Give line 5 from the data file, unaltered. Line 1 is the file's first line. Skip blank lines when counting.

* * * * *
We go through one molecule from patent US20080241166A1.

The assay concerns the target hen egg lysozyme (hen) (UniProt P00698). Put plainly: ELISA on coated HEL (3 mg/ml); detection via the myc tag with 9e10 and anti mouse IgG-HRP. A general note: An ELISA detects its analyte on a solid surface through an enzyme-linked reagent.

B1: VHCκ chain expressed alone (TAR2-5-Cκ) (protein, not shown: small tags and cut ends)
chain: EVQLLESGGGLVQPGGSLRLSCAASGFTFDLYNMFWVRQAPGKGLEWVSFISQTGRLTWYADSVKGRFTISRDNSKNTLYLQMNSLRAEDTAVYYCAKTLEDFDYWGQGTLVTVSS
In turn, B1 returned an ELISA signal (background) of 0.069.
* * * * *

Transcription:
In turn, B1 returned an ELISA signal (background) of 0.069.